"The brand name is derived from the poem, 'Mandalay,' by Rudyard Kipling,
about what is now the Union of Myanmar.
My mother used to read the poem to me when I was young.
Mandalay was never designed as a brand to sell a product.
I liked the fact that the name represented a mystical place that still existed."
- Peter Guber
Launched in 1995, Mandalay has been a place where I’ve been able to explore my true entrepreneurial spirit.
Driven to connect audiences with artists, the company has expanded from motion pictures and television to professional sports, sports entertainment, and digital media.
Our rich history of filmed entertainment includes the box office hits, Donnie Brasco, Wild Things, Les Miserables, I Know What You Did Last Summer, I Still Know, the sequel to I Know What You Did Last Summer, Sleepy Hollow, Enemy at the Gates, The Score, Into the Blue, The Kids Are All Right, Soul Surfer, Bernie, The Game Stands Tall, The Birth of a Nation, and Mark Felt – The Man Who Brought Down the White House.
“Following my location based entertainment leadership experience with Loews, we expanded Mandalay into a national entertainment sports provider with Mandalay Sports Entertainment and Mandalay Baseball LLC. Over the years, Mandalay has owned numerous professionally affiliated Minor League Baseball franchises and venues across the nation. In a joint venture with the ownership of the Los Angeles Dodgers, Mandalay Baseball LLC, currently owns the Triple-A affiliated Minor League Baseball franchise of the Dodgers which plays in Oklahoma City.”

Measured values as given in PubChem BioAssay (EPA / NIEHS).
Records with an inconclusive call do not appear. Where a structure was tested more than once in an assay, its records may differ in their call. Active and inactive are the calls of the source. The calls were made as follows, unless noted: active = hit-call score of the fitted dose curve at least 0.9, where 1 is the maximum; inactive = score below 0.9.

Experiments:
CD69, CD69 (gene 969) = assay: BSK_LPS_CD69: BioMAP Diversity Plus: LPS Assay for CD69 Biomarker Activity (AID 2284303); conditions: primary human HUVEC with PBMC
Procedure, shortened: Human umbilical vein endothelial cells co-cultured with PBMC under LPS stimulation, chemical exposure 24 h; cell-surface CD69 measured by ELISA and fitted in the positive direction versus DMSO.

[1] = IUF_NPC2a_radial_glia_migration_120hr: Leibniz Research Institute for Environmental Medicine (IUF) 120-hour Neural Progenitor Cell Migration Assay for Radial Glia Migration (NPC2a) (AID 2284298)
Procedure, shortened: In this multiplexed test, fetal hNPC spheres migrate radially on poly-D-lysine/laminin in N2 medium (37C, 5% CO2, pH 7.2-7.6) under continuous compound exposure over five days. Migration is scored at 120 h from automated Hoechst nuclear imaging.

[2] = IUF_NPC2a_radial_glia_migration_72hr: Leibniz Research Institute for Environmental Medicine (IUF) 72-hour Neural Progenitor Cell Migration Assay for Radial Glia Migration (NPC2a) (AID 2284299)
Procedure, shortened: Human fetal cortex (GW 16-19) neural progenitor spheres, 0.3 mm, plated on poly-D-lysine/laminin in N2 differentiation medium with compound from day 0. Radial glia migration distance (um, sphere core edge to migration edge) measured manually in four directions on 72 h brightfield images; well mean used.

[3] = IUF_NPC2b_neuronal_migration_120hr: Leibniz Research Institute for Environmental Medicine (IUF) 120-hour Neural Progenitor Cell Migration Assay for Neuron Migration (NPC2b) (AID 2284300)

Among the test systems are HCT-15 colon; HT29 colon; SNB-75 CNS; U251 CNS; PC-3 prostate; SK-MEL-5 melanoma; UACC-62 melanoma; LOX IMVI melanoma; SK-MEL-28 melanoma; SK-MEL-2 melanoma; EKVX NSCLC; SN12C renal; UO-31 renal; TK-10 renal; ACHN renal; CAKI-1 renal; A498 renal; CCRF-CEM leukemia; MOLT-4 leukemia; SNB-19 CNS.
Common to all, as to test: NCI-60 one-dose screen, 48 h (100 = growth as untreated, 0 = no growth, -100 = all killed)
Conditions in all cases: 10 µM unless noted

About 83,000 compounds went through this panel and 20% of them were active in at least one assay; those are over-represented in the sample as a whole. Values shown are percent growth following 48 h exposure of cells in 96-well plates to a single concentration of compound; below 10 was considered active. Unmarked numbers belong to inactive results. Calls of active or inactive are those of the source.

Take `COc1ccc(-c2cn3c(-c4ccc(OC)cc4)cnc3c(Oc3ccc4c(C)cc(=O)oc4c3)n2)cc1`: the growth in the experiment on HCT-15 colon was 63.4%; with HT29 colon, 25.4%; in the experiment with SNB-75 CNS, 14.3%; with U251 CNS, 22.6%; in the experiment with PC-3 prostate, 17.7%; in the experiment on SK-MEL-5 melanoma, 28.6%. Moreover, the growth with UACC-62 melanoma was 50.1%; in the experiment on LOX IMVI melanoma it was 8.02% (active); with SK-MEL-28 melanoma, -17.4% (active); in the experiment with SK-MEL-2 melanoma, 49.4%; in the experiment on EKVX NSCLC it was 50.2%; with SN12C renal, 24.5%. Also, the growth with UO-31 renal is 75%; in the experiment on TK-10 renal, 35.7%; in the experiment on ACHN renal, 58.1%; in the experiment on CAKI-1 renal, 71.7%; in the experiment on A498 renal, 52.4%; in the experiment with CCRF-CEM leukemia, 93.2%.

Our commitment to innovation, creativity, and elasticity has given us the freedom to pivot when needed to create and maintain a competitive advantage. The result is a bouquet of robust and diverse offerings in an array of markets.
At Mandalay we’ll continue to create content and experiences that consumers want, engage passionate communities, and enhance the audience experience.
“Decoding success is a very uncertain process. A formula for success in one market, replicated exactly the same way in another market, generally doesn’t work. You have to really find what the ingredients are that you should pay attention to, and do them in the way that is most unique to that market.”